Passenger trolleys decorated with festive lights and stuffed penguins at the Washington State Fair's Holiday Magic tour.(Elissa Blankenship Photo Credit)

Washington State Fair organizes sold out festive lights experience for fair visitors during pandemic

During a time when social interaction is scarce, the Holiday Magic experience at the Washington State Fairgrounds offers an opportunity for people to reconvene and enjoy the holidays within the safety and comfort of their vehicles.

Guests travel through a tunnel of vibrant lights. (Elissa Blankenship Photo Credit)

The fair’s holiday experience is adorned with festive lights, communal artistic decorations, a scavenger hunt activity and fair food. Tickets for the tour were sold in early November at $25 per carload, selling out all 10,000 tickets before the scheduled dates beginning on Dec. 4.

The Washington State Fair administration coordinated the event with the Tacoma-Pierce County Health Department, abiding by the latest guidelines issued by Gov. Jay Inslee. Visitors are asked to wear masks, stay in their vehicles and maintain social distancing guidelines, while employees and vendors have strict sanitization protocols to minimize the spread of COVID-19.

“We’re just doing everything that we can to keep everybody safe, but really it’s a contactless event,” said Stacy Van Horne, public relations manager for the fair.

The presenting sponsor of the Holiday Magic experience, Columbia Bank, set up donation boxes for their Warm Hearts clothing drive where visitors can donate new materials like coats or blankets for those in need. Donation boxes for this winter clothing drive can be found outside of the fairgrounds at various Columbia Bank locations and throughout the Holiday Magic tour.

During the preview on Dec. 3, employees, fairground officials and news media attended the fair’s media event before the public opening on Dec. 4. Fair foods from vendors such as Fischer’s Scones, Pizza By The Slice and Big Mama’s Meat Shack were available to purchase at various stops on the tour’s designated route. Merchandise including blinking light necklaces, headbands and wands were also for sale. 

At the merchandise station located at the beginning of the route, Foundation Development Manager Holly Ball mentioned that the blinking products purchased from the stand will contribute to funding for the Washington State Fair Foundation.

Ball (left) and fair staff operating the visitor merchandise booth. (Elissa Blankenship Photo Credit)

The foundation financially supports the educational and scholarship programs, along with providing preservation and improvements to the fairgrounds. The scholarship program is the foundation’s largest, which works to provide scholarships for college students and those graduating high school, according to Ball.

Among other features of the event, visitors can participate in a scratch ticket scavenger hunt. The hunt involves finding icons throughout the route which offer various prizes at the end. In addition to the lights and decorations, guests are given 3D glasses to wear which cause lights to appear as snowflakes.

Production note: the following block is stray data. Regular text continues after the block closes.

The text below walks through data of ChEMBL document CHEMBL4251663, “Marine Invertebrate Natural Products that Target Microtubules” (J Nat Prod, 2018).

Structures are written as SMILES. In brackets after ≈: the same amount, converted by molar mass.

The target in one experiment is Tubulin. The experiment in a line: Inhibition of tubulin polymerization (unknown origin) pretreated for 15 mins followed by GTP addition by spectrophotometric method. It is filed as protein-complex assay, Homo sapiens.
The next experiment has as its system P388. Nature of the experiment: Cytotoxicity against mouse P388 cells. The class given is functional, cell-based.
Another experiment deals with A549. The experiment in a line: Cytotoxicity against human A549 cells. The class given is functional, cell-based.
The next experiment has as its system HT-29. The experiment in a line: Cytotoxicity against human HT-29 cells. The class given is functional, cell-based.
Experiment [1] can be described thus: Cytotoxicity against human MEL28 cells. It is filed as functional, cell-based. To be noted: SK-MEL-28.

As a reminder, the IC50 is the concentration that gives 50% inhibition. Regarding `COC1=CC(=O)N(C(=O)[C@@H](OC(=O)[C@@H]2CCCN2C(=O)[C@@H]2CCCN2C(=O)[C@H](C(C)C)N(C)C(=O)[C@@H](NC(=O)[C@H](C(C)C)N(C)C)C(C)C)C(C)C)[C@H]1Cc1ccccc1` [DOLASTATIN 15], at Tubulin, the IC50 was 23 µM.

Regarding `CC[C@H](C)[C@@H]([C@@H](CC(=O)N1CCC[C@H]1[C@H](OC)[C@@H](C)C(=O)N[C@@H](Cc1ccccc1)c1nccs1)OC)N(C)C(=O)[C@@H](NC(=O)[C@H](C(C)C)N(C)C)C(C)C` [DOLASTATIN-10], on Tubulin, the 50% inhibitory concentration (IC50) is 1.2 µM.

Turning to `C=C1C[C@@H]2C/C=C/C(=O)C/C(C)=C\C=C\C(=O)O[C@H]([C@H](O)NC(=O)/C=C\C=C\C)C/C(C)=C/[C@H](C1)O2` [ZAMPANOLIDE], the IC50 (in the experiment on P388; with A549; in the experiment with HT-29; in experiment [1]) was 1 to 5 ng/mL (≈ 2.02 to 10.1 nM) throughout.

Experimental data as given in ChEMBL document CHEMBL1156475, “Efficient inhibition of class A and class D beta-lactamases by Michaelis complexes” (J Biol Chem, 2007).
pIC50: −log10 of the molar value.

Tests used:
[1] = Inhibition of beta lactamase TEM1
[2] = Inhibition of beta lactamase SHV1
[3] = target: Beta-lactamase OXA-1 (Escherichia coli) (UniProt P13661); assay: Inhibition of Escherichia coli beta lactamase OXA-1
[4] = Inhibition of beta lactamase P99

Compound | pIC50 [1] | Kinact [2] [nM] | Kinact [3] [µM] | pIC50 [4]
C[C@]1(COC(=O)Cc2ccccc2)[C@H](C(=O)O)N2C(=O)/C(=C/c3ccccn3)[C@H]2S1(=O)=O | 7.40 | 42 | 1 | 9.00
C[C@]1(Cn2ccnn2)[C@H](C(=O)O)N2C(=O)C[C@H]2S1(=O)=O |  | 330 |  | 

A section of the holiday lights drive includes an area that features decorations created by different service organizations within the communities of Puyallup and Sumner. This includes a piece by the Puyallup Police Department and a tribute to health care workers decorated in light-up daffodils.

Lighted decorations provide tribute to healthcare workers. (Elissa Blankenship Photo Credit)

The Classic Coaster and The Extreme Scream feature festive lights, with the coaster highlighted by slow flashing lights that change colors. The Extreme Scream is decorated to resemble a Christmas tree with red lights as ribbons, though the annual tree lighting ceremony didn’t occur this year due to COVID-19 complications.

“We have rides that are there year-round, so while they won’t be running, they’ll probably be decked out in holiday glam,” said Horne.

Other fairs across the nation, including State Fair Park in Yakima, have organized similar holiday events or food drive-thrus in place of missed fair experiences. Many of the fairs across America have contracted companies to hang their lights instead of having employees work to prepare the light show.

“I think one of the unique things that we have found in planning this is we’re doing this all internally, that we have not contracted out – this is all our amazing, creative employees pulling this all together,” said Horne.

Horne further explained that due to these circumstances, year-round staff members have been able to generate income during a time when hours are few and far between.

In support of the fair’s mission to create long-lasting memorable experiences, the Holiday Magic experience aims to provide a festive show for visitors to remember for years to come.

The Puyallup Post is the award-winning news media of Pierce College Puyallup in Puyallup, Washington. Copyright The Puyallup Post 2018. Find us on Facebook, Twitter, Instagram and Youtube @thepuyalluppost

Elissa Blankenship

Washington State Fair organizes sold out festive lights experience for fair visitors during pandemic

by Elissa Blankenship time to read: 3 min
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